Earnings rise slower than inflation for fifth year running

ceramics worker Image copyright Getty Images
Image caption Workers in the ceramics industry saw pay fall by 13% says the ONS

Average earnings in the UK have risen by less than the rate of inflation for the fifth year running, according to the Office for National Statistics (ONS).

In the year ending April 2013, the ONS said pre-tax pay reached £27,000 a year, an increase of 2.1% over 2012.

However, inflation over the same period, as measured by the Consumer Prices Index (CPI), was 2.4%.

The figures show that workers continue to see a squeeze in their pay.

In the ten years before 2008, earnings increased faster than inflation, providing a real increase in living standards.

On the other hand, average weekly earnings in 2012/13 increased by the largest amount since 2008.

The median weekly income for full-time employees was £517, a rise of 2.2%.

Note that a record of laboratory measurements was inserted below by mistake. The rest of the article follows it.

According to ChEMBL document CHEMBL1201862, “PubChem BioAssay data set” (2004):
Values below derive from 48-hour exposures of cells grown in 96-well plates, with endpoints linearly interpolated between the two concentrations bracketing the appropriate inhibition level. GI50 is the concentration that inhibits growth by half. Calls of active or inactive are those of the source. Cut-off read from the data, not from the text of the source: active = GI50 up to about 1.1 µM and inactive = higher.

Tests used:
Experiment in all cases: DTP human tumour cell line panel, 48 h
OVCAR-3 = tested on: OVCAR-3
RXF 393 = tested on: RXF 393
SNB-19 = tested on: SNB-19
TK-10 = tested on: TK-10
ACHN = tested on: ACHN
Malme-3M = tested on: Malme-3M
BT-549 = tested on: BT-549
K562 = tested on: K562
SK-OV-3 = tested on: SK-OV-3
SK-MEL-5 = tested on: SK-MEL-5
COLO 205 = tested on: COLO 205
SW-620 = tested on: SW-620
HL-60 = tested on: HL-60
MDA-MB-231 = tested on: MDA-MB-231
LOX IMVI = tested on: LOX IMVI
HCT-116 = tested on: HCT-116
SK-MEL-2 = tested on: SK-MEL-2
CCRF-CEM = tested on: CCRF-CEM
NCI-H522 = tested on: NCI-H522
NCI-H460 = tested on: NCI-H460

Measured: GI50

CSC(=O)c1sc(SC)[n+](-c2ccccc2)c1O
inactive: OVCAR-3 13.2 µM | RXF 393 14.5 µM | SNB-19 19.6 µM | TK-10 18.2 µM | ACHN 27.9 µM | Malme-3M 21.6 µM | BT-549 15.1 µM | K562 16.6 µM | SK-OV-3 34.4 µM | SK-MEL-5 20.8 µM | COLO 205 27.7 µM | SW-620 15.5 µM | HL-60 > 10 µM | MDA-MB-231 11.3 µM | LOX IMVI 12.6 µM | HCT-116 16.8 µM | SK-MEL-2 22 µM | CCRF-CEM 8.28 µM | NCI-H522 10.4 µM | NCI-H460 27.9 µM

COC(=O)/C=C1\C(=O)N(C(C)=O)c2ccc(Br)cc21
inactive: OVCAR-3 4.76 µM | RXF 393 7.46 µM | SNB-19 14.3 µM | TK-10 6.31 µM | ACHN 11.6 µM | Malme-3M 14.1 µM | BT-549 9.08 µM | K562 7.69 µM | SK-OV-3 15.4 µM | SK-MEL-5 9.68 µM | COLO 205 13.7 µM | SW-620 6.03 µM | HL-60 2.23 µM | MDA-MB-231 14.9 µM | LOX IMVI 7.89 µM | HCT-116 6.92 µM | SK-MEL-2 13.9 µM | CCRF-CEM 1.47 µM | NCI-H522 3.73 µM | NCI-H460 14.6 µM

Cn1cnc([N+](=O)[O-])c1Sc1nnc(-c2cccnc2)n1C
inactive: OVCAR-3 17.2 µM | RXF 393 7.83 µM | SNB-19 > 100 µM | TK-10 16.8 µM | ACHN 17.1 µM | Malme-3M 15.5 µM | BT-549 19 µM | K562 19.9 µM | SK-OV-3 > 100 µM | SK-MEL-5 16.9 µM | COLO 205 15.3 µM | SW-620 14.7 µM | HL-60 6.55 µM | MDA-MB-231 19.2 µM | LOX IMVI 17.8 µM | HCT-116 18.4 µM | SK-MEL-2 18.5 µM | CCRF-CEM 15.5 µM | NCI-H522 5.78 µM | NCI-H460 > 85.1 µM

Gender gap

In a reversal of the previous trend, the gap between men's and women's earnings increased to 10%. In 2012, the gap was 9.5%.

It is the first time in five years that men's earnings have risen faster than women's.

"This year has seen a shock rise in the gender pay gap after years of slow, steady progress," said Frances O'Grady, the general secretary of the TUC.

"Ministers should be ashamed of presiding over this latest dismal record on pay," she said.

However those working part-time did relatively better than those working full-time. Part-time pay rose by 3.1% over the year, outpacing inflation.

Women continued to be paid better than men in part-time jobs.

On average part-time women earn £164 a week, compared to £149 for men.


Of specific professions, farmers did best, with their pay increasing by 22%. The nation's undertakers also did well, with earnings rising by 20%.

Others who had a good year included travel agents (up 17.3%), barristers and judges (up 15.7%) , TV engineers (up 13.2%) and social scientists (up 13.1%).

The group that did worst was workers in the glass and ceramics industries. They saw pay fall by 13% between April 2012 and April 2013, the ONS figures showed.

Others who experienced a comparatively large cut in earnings included cooks (down 9.5%) and library clerks (down 8.2%).

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